Justification for a Cut to the Monetary Policy Rate in a High Inflation Environment


Thursday, November 09, 2017 / 9:40 AM /FDC

Nigeria’s Monetary Policy Rate (MPR), i.e. the cost of obtaining funds from the Central Bank of Nigeria (CBN), needs to be reduced significantly to expand the country’s economic output. The MPR correlates directly with lending rates of commercial banks and when it is high (it’s currently at 14%), it results in exorbitant borrowing costs for the banks, and their private business customers. 

While everyone desires reduced interest rates, the fear of the possible inflationary impact associated with an MPR cut keeps the rate high and thus, limits private borrowing. In the short term, a reduced MPR may be inflationary as access to cheaper money increases consumption and demand in an environment where the market does not have enough goods and services. 

However, rising prices will be short lived and soon corrected by lower prices through a medium to long term output expansion. Increased private borrowing will support growth resulting in the increased production of goods. Without a reduction in the MPR, Nigeria’s double digit inflation rate will continue in the medium term, with only marginal monthly declines. 

The need to cut the Monetary Policy Rate
In the short term, the concern is that lowering interest rates will make access to borrowing cheaper, and lead to an increase in consumption and aggregate demand. This higher demand will lead to an increase in prices as goods and services become scarce (inflation). This has, so far, made the prospect of a rate cut unwelcome since the economy already sustains a high inflation rate. 

However, sometimes more pain is required to see positive results. To use an analogy, one who is suffering from a fracture or dislocation might have to endure greater pain while his bones and joints are being fixed. In the end, however, he will be able to regain mobility that would not be possible if no intervention had been taken. By not addressing the MPR, the Monetary Policy Committee (MPC) is avoiding its role in resetting the broken bones of the economy. 

Evidence from African Peers
Apart from serving as an incentive for borrowing, a reduction in the key lending rate will also reduce the level of nonperforming loans in the banking system from the present 15%, as it becomes cheaper for money borrowers to refinance their loans. The ability of borrowers to repay will lead to a decline in banking firms’ costs and widen their expansion prospects. 

Potential impacts of a Monetary Policy Rate cut
In the short term, the economy may have to tradeoff between lower interest rates and a higher inflation rate when the MPR is lowered. Part of the cheaper borrowings will be channeled to household spending, which will lead to an increase in demand on aggregate. Competition for goods and services will increase prices, which will lead to a higher inflation rate. Consumers’ income will be able to buy fewer goods and services with the money they have. 

In the long run, however, private business expansion via borrowings will increase the volume of goods and services available in the economy. The increase in aggregate supply will reduce prices of domestic commodities. A larger volume of locally produced goods will also reduce the need for imports. Hence, there will be less imported inflation. The combination of higher domestic production and fewer imports will bring prices down. This will offset the earlier loss in real income when the MPR was first cut.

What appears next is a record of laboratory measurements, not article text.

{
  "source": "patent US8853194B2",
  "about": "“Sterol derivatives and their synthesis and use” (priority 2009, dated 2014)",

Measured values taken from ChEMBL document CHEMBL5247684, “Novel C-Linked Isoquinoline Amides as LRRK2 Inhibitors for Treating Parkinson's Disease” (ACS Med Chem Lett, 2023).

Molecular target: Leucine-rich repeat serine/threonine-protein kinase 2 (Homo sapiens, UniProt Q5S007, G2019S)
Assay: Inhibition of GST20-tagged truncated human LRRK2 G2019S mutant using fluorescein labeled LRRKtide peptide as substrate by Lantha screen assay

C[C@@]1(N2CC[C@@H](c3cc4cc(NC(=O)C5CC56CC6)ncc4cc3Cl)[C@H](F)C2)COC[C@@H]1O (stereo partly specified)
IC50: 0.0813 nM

Nigeria’s peers on the African continent that have recently cut rates have seen a decline in their rates of inflation, while at least one that has maintained the status quo, like Nigeria, has seen its prices rising.


Ghana cut its MPR three times since January 2017. It was at 25.5% in the first month of the year, and subsequently through to August, the rate was lowered by 450 basis points (bps). The year on year Gross Domestic Product (GDP) growth rate, which stood at 4.5% in the fourth quarter of 2016, increased to 6.6% in Q1’2017, and thereafter to 9% in Q2’2017.


The inflation rate in January was at 13.3%, easing to 12.3% in August. This might have been a result of an expansion in economic output driven by access to cheaper borrowings. It is also worth mentioning that domestic prices in African countries are usually largely determined by the exchange rate as well.


Theoretically, prices generally increase when the currency has lost value due to higher import costs. However, despite the fact that the Ghanaian cedi lost 3.66% year to date,4 its inflation rate has been easing. Zambia equally cut rates three times in the past year. In September 2016, its MPR was at 15.5%.


As of August 2017, its MPR had also been cut by 450bps to 11%. Between these periods, the inflation rate significantly declined from 18.9% (double digit) to 6.3% (single digit).

Conversely, on the eastern part of the continent, Ethiopia has maintained the status quo like Nigeria, since January 2017. Its inflation rate has increased from single to double digits. It was at 6.1% in January, and as of August, it grew to10.4%.


These examples demonstrate that maintaining the status quo does not necessarily translate to an easing of inflation, while a policy of lowering interest rate does not always cause higher consumer prices. 



There is a lot to gain from reducing the MPR in Nigeria as the increase in prices that may accompany it will still be outweighed by a long run decline. The idea of enduring more pain to assuage an existing pain could be a strategic directive in Nigeria’s macroeconomic modeling. The country needs to take a different approach in order to avoid being stuck on a path of taking the same measures with the same results.


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